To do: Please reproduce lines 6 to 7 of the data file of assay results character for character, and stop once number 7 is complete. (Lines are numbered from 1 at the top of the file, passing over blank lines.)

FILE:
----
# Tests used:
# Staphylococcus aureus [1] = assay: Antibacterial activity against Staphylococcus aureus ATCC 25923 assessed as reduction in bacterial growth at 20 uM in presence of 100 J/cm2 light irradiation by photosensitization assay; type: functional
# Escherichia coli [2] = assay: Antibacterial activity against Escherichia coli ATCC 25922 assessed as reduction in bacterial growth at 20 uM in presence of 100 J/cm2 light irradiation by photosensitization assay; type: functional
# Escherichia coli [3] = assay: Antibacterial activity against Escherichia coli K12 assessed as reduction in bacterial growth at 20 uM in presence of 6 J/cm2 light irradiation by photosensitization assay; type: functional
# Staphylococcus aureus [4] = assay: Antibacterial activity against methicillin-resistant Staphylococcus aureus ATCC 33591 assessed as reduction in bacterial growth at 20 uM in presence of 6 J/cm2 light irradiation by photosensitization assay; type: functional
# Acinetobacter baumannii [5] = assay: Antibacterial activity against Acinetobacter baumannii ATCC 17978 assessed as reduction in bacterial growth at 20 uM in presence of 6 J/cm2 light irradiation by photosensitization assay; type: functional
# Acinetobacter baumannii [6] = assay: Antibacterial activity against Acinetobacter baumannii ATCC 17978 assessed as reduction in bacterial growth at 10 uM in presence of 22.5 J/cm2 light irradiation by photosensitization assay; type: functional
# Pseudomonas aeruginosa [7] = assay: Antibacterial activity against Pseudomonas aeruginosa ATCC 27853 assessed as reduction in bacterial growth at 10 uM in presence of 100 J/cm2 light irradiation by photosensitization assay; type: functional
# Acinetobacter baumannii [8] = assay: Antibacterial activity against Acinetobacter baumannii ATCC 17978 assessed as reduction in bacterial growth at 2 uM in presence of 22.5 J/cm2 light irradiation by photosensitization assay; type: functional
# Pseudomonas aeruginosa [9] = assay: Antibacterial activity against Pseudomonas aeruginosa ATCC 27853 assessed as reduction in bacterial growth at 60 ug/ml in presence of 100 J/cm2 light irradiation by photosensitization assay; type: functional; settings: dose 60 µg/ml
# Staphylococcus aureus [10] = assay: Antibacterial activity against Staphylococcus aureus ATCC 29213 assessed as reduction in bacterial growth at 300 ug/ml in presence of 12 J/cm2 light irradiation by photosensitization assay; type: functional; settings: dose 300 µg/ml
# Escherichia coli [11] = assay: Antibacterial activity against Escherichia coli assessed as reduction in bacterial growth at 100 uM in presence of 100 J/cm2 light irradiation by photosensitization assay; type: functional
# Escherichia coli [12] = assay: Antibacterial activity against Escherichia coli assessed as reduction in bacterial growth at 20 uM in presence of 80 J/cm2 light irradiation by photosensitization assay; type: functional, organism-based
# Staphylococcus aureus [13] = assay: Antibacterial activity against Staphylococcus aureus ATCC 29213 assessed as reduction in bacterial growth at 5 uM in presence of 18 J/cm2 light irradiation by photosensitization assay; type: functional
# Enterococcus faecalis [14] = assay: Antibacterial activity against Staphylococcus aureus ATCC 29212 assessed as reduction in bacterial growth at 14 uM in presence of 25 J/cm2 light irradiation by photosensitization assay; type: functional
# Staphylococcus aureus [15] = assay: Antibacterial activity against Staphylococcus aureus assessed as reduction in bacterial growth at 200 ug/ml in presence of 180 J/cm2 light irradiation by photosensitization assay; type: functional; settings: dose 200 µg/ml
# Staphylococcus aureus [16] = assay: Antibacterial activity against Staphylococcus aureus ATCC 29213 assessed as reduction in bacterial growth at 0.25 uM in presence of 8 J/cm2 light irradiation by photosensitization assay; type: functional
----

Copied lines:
# Acinetobacter baumannii [5] = assay: Antibacterial activity against Acinetobacter baumannii ATCC 17978 assessed as reduction in bacterial growth at 20 uM in presence of 6 J/cm2 light irradiation by photosensitization assay; type: functional
# Acinetobacter baumannii [6] = assay: Antibacterial activity against Acinetobacter baumannii ATCC 17978 assessed as reduction in bacterial growth at 10 uM in presence of 22.5 J/cm2 light irradiation by photosensitization assay; type: functional